Northeast Tennessee, which the Tennessee Department of Labor identifies as an eight-county region that includes Washington, Sullivan, Carter and Unicoi counties, saw a peak of 6,419 new unemployment claims during the week ending April 4, which is when the economic fallout from novel coronavirus (COVID-19) was hitting a high point.
New data from the Department of Labor, however, shows that 699 new claims were filed during the week ending June 6, an 89% decrease. That is still several times more than the 81 new claims filed in the region during the week of March 14, which was before the start of the spike.
This trend appears to mirror statewide unemployment data, which shows that the number of new unemployment claims filed in Tennessee hit a high of 116,141 during the week ending April 4 and has now dropped to 21,417, which Tennessee Department of Labor spokesman Chris Cannon said is a “tremendous improvement.”
But, the numbers haven’t returned to normal.
“21,000 claims is typically what we would see in a three-month period during non-pandemic times,” Cannon said, “so while that number is down dramatically from a high of 116,000, it’s still unprecedented to get that many new unemployment claims in a week in Tennessee.”
Across Tennessee, continued claims — those that are still active and are certified weekly — have experienced a steady decline, which started during the week of May 9 at 325,095 and have now dropped to 292,234.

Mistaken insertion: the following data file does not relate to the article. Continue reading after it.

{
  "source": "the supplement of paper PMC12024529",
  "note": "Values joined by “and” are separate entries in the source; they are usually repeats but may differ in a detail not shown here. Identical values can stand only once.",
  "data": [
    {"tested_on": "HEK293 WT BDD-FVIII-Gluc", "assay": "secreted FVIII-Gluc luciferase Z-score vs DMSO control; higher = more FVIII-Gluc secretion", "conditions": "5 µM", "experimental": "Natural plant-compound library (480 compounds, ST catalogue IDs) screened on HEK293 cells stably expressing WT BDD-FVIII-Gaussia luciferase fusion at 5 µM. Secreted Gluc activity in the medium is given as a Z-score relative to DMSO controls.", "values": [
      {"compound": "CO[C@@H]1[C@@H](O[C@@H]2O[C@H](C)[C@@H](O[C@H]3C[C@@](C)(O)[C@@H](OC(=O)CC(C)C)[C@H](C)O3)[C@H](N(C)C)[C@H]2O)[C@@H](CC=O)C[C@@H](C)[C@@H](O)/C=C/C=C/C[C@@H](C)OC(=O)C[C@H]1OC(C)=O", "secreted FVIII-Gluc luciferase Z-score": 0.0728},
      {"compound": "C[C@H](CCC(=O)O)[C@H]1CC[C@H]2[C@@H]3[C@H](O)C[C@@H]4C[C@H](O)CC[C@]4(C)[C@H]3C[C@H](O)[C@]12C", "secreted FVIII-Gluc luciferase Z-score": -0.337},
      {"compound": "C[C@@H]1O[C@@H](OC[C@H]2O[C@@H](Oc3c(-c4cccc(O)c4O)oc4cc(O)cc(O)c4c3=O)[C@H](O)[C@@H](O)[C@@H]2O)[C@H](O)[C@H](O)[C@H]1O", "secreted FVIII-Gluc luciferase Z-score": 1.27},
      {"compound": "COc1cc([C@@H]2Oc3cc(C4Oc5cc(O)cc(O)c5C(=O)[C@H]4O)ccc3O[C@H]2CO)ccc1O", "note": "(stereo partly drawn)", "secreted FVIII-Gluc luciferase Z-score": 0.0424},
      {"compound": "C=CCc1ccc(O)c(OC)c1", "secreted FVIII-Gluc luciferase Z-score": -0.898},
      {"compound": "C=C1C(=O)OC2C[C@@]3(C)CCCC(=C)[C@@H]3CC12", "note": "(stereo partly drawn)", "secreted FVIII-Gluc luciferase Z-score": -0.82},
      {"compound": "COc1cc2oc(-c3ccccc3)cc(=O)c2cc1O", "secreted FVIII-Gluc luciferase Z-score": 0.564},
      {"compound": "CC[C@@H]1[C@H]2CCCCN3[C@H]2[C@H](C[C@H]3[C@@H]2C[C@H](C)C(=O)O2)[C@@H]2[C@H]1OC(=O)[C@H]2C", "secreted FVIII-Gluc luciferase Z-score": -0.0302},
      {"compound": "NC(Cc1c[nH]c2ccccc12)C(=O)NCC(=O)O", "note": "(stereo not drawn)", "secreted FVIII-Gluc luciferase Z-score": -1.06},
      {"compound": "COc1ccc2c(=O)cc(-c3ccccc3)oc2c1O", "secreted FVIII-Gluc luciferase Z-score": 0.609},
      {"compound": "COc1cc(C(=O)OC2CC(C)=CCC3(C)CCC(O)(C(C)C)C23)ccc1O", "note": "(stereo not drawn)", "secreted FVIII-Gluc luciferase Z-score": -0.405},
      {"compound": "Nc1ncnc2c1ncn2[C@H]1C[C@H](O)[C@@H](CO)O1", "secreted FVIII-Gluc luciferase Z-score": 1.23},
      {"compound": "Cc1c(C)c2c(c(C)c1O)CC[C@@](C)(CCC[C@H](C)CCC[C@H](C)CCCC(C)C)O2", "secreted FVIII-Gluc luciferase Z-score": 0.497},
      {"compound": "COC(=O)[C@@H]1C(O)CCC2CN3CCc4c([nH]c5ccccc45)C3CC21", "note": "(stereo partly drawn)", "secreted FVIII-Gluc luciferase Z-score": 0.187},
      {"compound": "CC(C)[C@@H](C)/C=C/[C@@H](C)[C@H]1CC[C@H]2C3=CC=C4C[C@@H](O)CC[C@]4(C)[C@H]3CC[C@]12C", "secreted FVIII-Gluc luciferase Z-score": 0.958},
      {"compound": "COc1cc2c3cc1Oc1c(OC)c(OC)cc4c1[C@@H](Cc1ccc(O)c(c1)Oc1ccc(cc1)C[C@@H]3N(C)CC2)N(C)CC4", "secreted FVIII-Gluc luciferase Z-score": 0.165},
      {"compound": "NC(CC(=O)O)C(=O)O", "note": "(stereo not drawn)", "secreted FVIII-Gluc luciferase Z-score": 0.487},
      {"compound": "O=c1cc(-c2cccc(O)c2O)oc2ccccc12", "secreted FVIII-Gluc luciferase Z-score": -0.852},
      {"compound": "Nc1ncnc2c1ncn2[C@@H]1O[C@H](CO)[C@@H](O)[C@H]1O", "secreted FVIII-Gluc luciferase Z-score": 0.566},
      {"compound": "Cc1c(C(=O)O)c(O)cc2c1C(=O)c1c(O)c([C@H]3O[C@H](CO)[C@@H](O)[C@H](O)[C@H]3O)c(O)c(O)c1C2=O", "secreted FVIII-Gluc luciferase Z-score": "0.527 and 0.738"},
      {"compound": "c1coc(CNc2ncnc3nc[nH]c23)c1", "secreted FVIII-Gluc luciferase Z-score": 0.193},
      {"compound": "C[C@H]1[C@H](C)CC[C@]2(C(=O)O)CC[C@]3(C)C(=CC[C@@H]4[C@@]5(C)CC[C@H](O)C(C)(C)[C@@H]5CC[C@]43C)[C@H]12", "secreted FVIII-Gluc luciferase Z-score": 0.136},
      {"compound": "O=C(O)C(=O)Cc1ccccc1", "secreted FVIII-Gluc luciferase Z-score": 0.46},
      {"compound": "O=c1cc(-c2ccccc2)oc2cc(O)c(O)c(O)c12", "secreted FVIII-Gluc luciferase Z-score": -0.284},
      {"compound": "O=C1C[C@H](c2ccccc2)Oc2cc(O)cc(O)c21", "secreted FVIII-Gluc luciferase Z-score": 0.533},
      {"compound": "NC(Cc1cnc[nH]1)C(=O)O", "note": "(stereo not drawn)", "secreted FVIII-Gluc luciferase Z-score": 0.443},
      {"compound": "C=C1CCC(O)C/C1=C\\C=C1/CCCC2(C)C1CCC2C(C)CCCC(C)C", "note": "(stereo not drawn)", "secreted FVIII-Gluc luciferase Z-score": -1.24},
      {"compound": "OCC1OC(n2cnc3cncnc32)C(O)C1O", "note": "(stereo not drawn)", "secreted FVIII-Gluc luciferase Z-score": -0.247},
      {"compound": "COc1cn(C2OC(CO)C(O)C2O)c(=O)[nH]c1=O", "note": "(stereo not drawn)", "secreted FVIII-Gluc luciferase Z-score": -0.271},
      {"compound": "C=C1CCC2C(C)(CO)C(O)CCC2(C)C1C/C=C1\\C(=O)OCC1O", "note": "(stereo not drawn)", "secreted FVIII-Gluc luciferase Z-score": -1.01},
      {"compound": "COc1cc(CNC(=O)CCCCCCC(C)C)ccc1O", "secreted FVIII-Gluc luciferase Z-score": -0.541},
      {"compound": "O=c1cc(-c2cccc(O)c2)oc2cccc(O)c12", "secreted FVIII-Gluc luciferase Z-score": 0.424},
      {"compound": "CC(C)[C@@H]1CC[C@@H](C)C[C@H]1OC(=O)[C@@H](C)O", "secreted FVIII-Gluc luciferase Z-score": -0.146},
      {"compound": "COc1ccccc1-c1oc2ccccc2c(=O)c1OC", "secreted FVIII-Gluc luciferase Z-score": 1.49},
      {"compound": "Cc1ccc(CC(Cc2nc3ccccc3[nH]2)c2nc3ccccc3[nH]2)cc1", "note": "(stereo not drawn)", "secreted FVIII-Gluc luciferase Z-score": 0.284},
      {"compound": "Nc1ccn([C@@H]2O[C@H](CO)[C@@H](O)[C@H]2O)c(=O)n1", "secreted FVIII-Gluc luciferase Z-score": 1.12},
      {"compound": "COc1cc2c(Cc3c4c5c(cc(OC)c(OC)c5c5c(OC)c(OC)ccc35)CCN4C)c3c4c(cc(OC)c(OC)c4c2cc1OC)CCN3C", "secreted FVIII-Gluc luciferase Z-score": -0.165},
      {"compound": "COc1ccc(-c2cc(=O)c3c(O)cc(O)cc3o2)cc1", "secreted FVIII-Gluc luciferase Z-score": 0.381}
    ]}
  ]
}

“That most likely is a sign that Tennessee is slowly reopening and people are going back to work,” Cannon said “That’s the best indicator we have right now ... It’s obvious people are going back to work, but the numbers show that tens of thousands of Tennesseans are leaving the unemployment rolls and most likely, we assume, are going back to their jobs.”
Continued claims have also decreased on a regional level, dropping from 17,393 during the week of May 2 to 14,649 during the week of June 6.
Statewide, continued claims during the week of March 14 stood at 16,342, which Cannon said is fairly typical. Although, he added that there tend to be peaks because of seasonal unemployment in January coming out of the Christmas season and in July after schools close for the summer.
Tennessee is continuing to pay unemployment claims using federal money from the coronavirus relief fund approved by Congress. Cannon said that practice will persist through June 30, at which point the state will reassess the situation.
For the past several weeks, Cannon said no Tennessee unemployment compensation payments have come out of the state’s unemployment trust fund, enabling it to continue to gain interest.
Tennessee Department of Finance Commissioner Butch Eley said on May 12 that if unemployment claims continued at the pace they’d progressed during prior weeks and the state didn’t replenish the fund using stimulus money, projections showed Tennessee would extinguish the trust fund by the end of the year. Eley noted that he didn’t believe unemployment claims would maintain that momentum.
During the week of June 6, the state paid about $288 million in unemployment relief stemming from a total of 309,728 claims.